Madison is a wonderful city, as everyone who lives here can attest. It even has a reputation around the country as a vibrant, safe place to live with plenty of jobs, to boot. In fact, we consistently place highly in rankings of best small cities in the U.S. The secret’s out – Madison’s a pretty cool place. Considering this, it seems a bit odd that Madison Mayor Paul Soglin is pushing to spend $50,000 on a music video promoting the city. However, further examining the issue of this proposed music video helps to illustrate a broader problem with Wisconsin’s room tax system.

To get an idea of why Soglin wants this video made, it’s important to understand where the money for it would be coming from. In Wisconsin, municipalities are allowed to levy a “room tax” on hotel room rentals. According to state law, however, a certain percentage of the revenue that a city raises from room taxes must go directly toward promoting tourism in that city.

At first glance, this seems like a bit of an odd rule – and it is. There is a reason for it, though. The state figures that any damage done by taxing tourism can at least be partly repaired by funneling some of the room tax revenue back into promoting tourism.

This information raises a couple of questions about the proposed music video. First of all, is a music video really the best way to spend $50,000 promoting tourism in Madison? Let’s suppose, generously, for a moment that it is. This would likely suggest that Madison probably doesn’t need to continue to tax rooms at its current rate. The city would be made much better off by simply lowering its room tax than by making a music video.

Now, let’s suppose, a little more realistically, there is a better way to spend $50,000 promoting tourism in Madison than making a music video. How could we spend the money more effectively? One obvious way, if we assume that most people already know about Madison, would be to put the extra money toward improvements on Monona Terrace, which falls under “promoting tourism” as defined by state law. This would make Madison a better city for tourism by giving people more of an actual reason to come here – not that a music video wouldn’t do the same, of course.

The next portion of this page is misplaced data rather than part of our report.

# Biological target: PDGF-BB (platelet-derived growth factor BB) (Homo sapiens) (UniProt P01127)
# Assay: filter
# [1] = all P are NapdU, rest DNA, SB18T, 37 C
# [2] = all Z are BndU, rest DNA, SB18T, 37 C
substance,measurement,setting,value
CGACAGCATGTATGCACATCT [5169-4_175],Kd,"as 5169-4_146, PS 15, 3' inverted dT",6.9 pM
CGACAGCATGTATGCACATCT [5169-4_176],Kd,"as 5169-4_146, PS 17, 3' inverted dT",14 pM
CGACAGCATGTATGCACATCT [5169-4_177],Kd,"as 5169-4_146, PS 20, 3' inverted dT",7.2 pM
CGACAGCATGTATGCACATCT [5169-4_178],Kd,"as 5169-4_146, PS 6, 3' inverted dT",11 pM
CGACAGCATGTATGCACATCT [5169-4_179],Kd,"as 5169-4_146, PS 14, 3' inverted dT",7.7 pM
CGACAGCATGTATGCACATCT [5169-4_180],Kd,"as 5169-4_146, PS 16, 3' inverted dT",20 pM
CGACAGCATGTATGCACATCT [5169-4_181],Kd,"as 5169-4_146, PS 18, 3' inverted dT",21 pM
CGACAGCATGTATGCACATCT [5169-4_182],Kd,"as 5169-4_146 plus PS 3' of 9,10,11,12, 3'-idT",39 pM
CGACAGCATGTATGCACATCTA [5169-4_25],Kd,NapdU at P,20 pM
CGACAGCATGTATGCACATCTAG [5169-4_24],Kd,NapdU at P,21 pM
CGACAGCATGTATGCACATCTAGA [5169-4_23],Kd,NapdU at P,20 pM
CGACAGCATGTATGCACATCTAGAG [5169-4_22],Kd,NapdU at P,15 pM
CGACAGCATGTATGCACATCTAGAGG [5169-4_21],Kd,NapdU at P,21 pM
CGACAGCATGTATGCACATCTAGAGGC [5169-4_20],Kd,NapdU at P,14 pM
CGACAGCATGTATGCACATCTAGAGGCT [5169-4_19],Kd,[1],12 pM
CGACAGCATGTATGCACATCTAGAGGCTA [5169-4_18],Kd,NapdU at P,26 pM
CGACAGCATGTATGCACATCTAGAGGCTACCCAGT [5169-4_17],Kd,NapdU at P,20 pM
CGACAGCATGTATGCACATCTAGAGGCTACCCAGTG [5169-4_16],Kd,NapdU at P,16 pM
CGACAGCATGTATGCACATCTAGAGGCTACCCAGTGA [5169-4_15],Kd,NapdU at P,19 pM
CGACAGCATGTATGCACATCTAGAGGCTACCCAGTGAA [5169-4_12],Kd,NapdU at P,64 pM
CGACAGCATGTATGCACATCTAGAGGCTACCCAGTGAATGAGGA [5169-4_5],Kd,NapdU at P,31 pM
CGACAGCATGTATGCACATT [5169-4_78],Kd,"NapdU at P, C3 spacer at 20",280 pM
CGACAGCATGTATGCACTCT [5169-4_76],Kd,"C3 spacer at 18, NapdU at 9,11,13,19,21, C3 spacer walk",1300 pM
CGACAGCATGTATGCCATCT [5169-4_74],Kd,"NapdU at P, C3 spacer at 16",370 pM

While certainly a better option than a music video, Monona Terrace seems to be doing quite well as it stands right now. This, then, brings us back to the same question: Do we really need the money from this room tax in the first place?

This is actually a complicated question because some of the money from the room tax can be used for things besides tourism, and the city is definitely in need of any money it can get its hands on right now. However, if we’re seriously contemplating using the money to make a video, it’s probably a good sign that we don’t need the money in the first place. Reducing Madison’s room tax from 9 percent – there is only one Wisconsin city with a higher rate – could help to boost tourism on its own.

However, this still isn’t a great option, since it entails decreasing general tax revenues, as well. Perhaps the real problem behind the music video idea is that the state requires cities to spend a portion of the room tax revenue on tourism in the first place. There are certainly arguments to be made for allowing municipalities to spend room tax revenue however they see fit (although lobbyists for hotels might not approve). However, that’s a topic for another column.

Look: Madison doesn’t need a music video. We really, really don’t. If we have to spend $50,000 on something tourist-related, I’m sure we can find something better to spend it on than a music video. We’d be hard pressed to find something worse. However, the real issue here is that the city ended up with $50,000 it doesn’t need, while simultaneously having to slash its budget and hike bus fares. Clearly, there’s something not right with this system.

Joe Timmerman ([email protected]) is a sophomore majoring in math and economics.